April 14, 1935.
Palm Sunday. The start of the holiest week of the year for Christians in Boise City, Oklahoma and all around the world. Dresses and suits were pulled from the closet and wiped free of dust, although years of drought and poverty had left most with frayed cuffs and thin fabric. But it was important to go regardless of appearance. It was a special day, after all. A day ripe for a miracle. A day that maybe, just maybe, God would finally answer their prayer. The same prayer pleaded from the pews and shouted in the fields. The prayer they had lifted up for months on end.
The prayer for rain.
And why shouldn’t they believe today was the day? For the first time in months, the wind had stopped. The skies were clear, the dust finally losing steam and settling on the ground. The sun had at long last shaken its haze. The grass was still brown and scorched, but the brilliant blue of the heavens provided much-needed hope of a renewal on the horizon.
Maybe Mother Nature had turned a corner. It sure seemed that way. After being stuck inside for weeks as duster after duster ravaged their town, people opened their windows. They strolled through town. They gathered outside after church for a Sunday afternoon picnic lunch.
It was a spring the way spring used to be.
Until, suddenly, the horizon began to darken.
Photo Credit: PBS
Just after five o’clock in the evening, a monster dust storm rolled in from the north. Black as the North Dakota soil from where it started, the duster barrelled south along a cold front boundary, picking up intensity (and more dust) as it moved along the drought-stricken areas of Kansas, Oklahoma, and Texas. At its peak, the storm was over two hundred miles wide and a thousand feet high, with winds as loud as a freight train screaming at almost a hundred miles an hour. Some witnesses described it as a massive tidal wave or a wall of moving dirt. Others simply saw it as monster. An answer to their prayers in a way–not salvation, but armageddon.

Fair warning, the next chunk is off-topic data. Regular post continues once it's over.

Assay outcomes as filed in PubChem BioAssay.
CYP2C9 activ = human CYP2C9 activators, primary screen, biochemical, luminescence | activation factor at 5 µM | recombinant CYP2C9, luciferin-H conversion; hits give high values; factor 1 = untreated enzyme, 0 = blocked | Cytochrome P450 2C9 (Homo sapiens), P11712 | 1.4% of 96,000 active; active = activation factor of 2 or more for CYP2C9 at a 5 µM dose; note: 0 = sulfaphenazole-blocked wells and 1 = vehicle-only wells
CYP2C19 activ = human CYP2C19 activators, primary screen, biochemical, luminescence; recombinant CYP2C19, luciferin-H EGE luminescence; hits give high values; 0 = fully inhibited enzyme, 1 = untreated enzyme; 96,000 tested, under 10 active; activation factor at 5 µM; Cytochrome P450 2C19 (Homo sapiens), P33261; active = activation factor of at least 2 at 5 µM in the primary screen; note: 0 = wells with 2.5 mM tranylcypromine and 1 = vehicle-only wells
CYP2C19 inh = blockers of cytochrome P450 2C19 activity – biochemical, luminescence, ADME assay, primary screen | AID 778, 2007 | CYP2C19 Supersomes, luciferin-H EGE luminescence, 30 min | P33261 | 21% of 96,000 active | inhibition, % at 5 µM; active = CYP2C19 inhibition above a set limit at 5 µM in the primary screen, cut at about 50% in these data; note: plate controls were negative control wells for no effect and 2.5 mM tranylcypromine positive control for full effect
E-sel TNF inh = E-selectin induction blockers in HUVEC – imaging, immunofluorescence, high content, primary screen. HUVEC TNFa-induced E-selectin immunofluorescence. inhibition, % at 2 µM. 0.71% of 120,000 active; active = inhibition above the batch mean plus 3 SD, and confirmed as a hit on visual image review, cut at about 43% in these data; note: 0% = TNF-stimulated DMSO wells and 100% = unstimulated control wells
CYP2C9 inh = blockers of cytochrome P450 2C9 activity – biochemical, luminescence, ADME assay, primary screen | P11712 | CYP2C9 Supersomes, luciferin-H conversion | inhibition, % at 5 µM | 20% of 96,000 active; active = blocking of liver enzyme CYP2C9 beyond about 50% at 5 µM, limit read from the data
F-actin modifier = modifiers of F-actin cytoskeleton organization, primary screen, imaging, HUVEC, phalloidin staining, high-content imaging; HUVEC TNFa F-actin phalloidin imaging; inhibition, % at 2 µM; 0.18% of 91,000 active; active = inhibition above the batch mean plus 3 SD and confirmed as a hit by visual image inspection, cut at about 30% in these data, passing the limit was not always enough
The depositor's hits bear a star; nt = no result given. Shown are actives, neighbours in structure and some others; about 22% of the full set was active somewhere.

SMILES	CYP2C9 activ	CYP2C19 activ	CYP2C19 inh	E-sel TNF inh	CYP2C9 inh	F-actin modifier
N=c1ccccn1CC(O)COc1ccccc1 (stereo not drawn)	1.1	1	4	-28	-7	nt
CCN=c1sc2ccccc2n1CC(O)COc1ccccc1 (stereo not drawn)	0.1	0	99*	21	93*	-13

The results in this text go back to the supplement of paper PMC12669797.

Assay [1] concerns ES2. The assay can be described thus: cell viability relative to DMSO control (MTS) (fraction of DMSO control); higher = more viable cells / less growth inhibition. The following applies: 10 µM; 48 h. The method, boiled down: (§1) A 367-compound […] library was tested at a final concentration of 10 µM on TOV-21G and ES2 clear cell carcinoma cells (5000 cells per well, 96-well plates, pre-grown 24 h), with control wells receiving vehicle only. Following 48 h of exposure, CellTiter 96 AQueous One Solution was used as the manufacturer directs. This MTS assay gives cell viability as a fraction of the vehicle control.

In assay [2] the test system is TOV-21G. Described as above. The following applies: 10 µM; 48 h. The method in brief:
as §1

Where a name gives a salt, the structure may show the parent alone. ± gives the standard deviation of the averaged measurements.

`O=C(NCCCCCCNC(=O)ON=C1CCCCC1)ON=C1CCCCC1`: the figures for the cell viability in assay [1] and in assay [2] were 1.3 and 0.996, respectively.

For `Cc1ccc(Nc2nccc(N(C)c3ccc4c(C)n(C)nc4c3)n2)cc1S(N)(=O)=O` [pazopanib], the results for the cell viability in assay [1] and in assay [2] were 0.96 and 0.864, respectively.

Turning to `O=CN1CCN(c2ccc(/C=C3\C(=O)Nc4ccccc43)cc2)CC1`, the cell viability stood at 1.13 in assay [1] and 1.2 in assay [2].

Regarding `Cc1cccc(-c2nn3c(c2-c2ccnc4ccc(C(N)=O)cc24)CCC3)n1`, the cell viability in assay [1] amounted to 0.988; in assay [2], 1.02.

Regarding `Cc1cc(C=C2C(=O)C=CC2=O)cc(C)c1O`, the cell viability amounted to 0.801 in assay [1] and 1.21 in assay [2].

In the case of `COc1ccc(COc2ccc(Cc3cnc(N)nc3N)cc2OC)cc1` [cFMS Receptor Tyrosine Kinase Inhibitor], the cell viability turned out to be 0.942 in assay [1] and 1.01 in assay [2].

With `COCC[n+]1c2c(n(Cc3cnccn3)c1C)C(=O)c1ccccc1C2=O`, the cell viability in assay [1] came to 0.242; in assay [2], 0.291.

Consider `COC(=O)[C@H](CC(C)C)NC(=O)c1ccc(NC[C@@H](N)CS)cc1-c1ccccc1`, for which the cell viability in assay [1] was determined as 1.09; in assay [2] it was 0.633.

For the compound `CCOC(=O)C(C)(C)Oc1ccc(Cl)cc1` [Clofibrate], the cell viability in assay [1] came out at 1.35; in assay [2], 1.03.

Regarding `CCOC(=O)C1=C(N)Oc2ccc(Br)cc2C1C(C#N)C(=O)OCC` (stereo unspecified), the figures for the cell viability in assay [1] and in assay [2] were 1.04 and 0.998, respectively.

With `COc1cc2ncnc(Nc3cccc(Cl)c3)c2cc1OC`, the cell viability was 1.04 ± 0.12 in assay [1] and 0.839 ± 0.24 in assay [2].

The duster of Black Sunday–as it became known–lasted for hours and turned the once-sunny day into night. People huddled in basements, barns, and tornado shelters, unsure what was happening. They’d survived dusters before, yes, but this? This wasn’t a duster. This was the end of the world.
Many were trapped in their cars, the static from the storm having shorted out their engines, as the winds threatened to overturn their cars and the dust around them piled high enough to bury them alive. But the unluckiest were trapped in the open, unable to find shelter as the black blizzard approached. Blinded, disoriented, and unable to breathe, many were not found until weeks later–suffocated and entombed by dirt.
By the time the storm exhausted its rampage, it had crossed five states and displaced an estimated 300,000 tons of topsoil, some of which traveled all the way to the east coast. The static electricity generated during its run was enough to power New York City, a feat that had never been achieved before or since. In a decade filled with catastrophic dust storms, Black Sunday stands out as the single most destructive duster to hit the Plains states.
Photo Credit: PBS
And while the magnitude of the disaster finally spurred Congress into action, taking legislative steps to improve quality of life of those affected by drought and incentivizing certain agricultural practices in an effort to restore the land, for many, Black Sunday was the beginning of the end. It was the nail in the coffin of a failed homesteading experiment, a sign from God to abandon this shriveled and cruel piece of land. Thousands joined the exodus already in process, packing what little they could salvage and heading west.
For those who stayed, the drought and the dusters would continue for several more years before any measure of relief returned to the Plains. Although the severity of Black Sunday was never to be repeated during the 1930s, it remains a stark reminder of the power of nature and the illusion of sovereignty over the natural world around us.
**This is the second part of a History Friday series of articles on the Dust Bowl. Past articles can be found here.**